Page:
Economy Kenya on the rise as region’s economic growth remains sluggish

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Kenya’s economy is expected to be among the best in the Sub-Saharan region heading towards the end of 2016.

  play National Treasury Cabinet Secretary Henry Rotich. The CS said investors continue to invest in Kenya due to the country's diverse economy. (Nation Media Group)

Kenya’s economy is expected to be among the best in the Sub-Saharan region heading towards the end of 2016.

According to the latest Regional Economic Outlook report by the International Monetary Fund (IMF) Kenya, will maintain a robust growth, reaping from cheaper oil.

The report states that the country’s projected growth will remain on course and expand by over 6.0 per cent in the last quarter of 2016 and rise to 6.5 per cent in 2017.

This is in stark contrast to other Sub-Saharan countries whose average stands at 1.4 per cent.

Robust economy

Speaking at the launch of the report, National Treasury Cabinet Secretary Henry Rotich owed the robust economic growth to ongoing investments in infrastructural development, private sector investments, resilient domestic demand, private sector investments, recovery in the tourism sector and growth in exports to the East African sub-region.

play An aerial view of the Thika Super-Highway. Investments in infrastructural development have greatly contributed to Kenya's strong economic growth. (Construction Review Online)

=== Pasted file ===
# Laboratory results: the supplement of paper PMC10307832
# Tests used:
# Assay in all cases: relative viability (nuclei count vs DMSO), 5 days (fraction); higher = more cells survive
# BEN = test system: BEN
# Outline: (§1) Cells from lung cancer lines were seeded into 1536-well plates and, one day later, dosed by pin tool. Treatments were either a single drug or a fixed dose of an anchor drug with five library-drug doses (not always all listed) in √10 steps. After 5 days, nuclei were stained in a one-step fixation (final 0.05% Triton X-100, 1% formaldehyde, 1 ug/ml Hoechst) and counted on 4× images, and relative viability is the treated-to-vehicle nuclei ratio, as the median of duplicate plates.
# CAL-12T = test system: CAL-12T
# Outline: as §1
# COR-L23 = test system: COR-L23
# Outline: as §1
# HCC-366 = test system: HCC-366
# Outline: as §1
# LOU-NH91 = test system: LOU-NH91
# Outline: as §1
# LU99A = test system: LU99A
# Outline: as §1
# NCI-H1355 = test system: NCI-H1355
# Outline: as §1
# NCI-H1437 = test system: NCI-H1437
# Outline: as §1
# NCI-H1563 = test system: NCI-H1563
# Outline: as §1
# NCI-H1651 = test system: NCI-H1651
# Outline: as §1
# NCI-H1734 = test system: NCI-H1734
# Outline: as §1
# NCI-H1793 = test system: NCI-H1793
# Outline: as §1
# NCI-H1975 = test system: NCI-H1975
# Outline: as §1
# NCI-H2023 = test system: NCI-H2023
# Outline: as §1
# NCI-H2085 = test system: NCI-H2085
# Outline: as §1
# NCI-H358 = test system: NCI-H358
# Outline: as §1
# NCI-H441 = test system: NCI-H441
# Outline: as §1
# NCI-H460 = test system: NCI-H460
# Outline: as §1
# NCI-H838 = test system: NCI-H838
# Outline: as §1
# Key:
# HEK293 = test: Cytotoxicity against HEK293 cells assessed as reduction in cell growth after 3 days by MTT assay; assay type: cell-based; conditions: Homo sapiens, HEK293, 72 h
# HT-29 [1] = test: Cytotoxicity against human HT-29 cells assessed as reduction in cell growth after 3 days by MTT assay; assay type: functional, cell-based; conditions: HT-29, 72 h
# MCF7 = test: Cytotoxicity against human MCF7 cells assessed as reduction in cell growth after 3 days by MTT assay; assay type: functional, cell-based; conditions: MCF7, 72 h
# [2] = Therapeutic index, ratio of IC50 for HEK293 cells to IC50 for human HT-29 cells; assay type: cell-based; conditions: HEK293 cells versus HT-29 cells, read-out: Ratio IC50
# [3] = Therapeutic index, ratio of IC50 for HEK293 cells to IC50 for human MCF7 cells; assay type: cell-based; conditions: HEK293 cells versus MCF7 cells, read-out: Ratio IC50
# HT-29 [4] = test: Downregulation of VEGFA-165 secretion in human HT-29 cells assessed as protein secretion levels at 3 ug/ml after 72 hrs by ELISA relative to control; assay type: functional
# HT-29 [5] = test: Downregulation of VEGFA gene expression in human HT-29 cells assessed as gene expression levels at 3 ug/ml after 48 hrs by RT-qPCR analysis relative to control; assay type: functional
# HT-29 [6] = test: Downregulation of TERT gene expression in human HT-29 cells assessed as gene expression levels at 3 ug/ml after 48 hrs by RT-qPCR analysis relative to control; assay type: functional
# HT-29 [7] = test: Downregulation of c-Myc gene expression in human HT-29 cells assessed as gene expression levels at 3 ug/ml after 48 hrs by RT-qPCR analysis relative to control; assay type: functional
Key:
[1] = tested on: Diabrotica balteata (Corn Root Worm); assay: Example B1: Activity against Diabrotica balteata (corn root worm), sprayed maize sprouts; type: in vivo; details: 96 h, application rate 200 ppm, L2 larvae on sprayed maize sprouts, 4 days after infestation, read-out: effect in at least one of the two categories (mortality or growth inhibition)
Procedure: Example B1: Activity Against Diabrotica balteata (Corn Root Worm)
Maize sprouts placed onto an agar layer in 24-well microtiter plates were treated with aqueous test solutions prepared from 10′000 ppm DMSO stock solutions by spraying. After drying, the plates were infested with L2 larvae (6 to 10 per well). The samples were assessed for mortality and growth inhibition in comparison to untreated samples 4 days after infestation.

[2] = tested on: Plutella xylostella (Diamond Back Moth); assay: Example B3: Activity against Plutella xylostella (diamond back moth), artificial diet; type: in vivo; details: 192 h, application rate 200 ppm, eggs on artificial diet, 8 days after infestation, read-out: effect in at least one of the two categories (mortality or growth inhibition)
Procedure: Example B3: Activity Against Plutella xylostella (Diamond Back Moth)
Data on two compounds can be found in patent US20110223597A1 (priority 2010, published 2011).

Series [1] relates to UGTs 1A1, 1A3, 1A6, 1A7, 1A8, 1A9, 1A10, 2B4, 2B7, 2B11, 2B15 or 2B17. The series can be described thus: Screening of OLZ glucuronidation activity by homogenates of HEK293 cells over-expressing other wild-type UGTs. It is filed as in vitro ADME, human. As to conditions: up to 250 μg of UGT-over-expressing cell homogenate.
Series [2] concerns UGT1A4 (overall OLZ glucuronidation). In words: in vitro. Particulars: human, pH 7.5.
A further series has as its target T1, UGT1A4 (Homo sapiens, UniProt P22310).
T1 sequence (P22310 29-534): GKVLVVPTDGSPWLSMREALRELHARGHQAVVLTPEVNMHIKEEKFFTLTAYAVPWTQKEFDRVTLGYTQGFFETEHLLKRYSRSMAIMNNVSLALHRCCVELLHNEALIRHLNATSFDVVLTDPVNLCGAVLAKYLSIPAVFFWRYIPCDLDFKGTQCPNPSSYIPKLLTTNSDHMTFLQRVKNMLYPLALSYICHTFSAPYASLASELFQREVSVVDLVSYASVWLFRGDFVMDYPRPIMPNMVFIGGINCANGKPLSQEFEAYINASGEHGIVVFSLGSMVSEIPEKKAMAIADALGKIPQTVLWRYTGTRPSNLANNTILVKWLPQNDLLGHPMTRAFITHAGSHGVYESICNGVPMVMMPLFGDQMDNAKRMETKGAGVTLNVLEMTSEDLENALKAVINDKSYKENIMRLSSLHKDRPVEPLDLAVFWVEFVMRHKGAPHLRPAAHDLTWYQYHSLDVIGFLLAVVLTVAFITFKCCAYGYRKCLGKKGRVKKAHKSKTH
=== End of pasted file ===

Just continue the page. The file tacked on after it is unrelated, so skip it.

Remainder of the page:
“Investors are eager to continue investing in Kenya as our economy is already diversified.

 As we venture into oil exportation, we will be able to avoid the oil curse and use oil revenues only as another source of revenue and not the only revenue,” Rotich added.

However, despite the positive growth, the CS cautioned Kenyans, urging them to live within their means in order to avoid financial shocks that are currently being experienced by other countries.

Troubled countries

The report painted a grim picture of traditional economic powerhouses such as Nigeria and South Africa, which are under severe economic strains and are depressing the overall growth of the Sub-Saharan region.

Output among oil exporters is expected to shrink by 1.3 per cent this year, weighed down by a deep contraction in Nigeria as South Africa continues to struggle with low commodity prices and poor confidence.

Other countries plagued with the same problems include the Democratic Republic of Congo, Ghana, Zambia and Zimbabwe.

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